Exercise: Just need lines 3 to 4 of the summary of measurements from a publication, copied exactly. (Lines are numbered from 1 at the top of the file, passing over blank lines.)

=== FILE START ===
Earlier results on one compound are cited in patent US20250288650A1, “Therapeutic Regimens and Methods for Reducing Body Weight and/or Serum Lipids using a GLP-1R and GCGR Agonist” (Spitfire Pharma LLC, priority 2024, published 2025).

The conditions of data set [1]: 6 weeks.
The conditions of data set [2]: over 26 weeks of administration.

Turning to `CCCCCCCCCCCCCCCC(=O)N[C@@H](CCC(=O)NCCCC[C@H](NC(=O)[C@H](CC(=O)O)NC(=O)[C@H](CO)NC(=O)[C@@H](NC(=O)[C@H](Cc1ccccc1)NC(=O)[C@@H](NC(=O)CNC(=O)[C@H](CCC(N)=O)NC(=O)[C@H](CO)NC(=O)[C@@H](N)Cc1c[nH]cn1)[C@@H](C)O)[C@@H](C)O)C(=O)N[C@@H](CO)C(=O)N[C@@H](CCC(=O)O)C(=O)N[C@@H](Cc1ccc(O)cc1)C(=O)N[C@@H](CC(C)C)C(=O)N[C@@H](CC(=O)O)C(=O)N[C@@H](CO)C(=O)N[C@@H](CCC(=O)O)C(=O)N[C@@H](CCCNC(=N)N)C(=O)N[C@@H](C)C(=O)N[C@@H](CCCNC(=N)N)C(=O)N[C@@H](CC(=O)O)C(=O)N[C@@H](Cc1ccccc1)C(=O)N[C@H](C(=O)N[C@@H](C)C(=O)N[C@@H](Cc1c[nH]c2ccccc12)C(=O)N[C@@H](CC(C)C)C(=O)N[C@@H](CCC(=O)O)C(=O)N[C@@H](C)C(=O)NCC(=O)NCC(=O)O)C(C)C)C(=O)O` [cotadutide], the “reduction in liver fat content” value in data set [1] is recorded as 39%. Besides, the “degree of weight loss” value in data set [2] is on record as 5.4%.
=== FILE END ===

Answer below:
The conditions of data set [2]: over 26 weeks of administration.

Turning to `CCCCCCCCCCCCCCCC(=O)N[C@@H](CCC(=O)NCCCC[C@H](NC(=O)[C@H](CC(=O)O)NC(=O)[C@H](CO)NC(=O)[C@@H](NC(=O)[C@H](Cc1ccccc1)NC(=O)[C@@H](NC(=O)CNC(=O)[C@H](CCC(N)=O)NC(=O)[C@H](CO)NC(=O)[C@@H](N)Cc1c[nH]cn1)[C@@H](C)O)[C@@H](C)O)C(=O)N[C@@H](CO)C(=O)N[C@@H](CCC(=O)O)C(=O)N[C@@H](Cc1ccc(O)cc1)C(=O)N[C@@H](CC(C)C)C(=O)N[C@@H](CC(=O)O)C(=O)N[C@@H](CO)C(=O)N[C@@H](CCC(=O)O)C(=O)N[C@@H](CCCNC(=N)N)C(=O)N[C@@H](C)C(=O)N[C@@H](CCCNC(=N)N)C(=O)N[C@@H](CC(=O)O)C(=O)N[C@@H](Cc1ccccc1)C(=O)N[C@H](C(=O)N[C@@H](C)C(=O)N[C@@H](Cc1c[nH]c2ccccc12)C(=O)N[C@@H](CC(C)C)C(=O)N[C@@H](CCC(=O)O)C(=O)N[C@@H](C)C(=O)NCC(=O)NCC(=O)O)C(C)C)C(=O)O` [cotadutide], the “reduction in liver fat content” value in data set [1] is recorded as 39%. Besides, the “degree of weight loss” value in data set [2] is on record as 5.4%.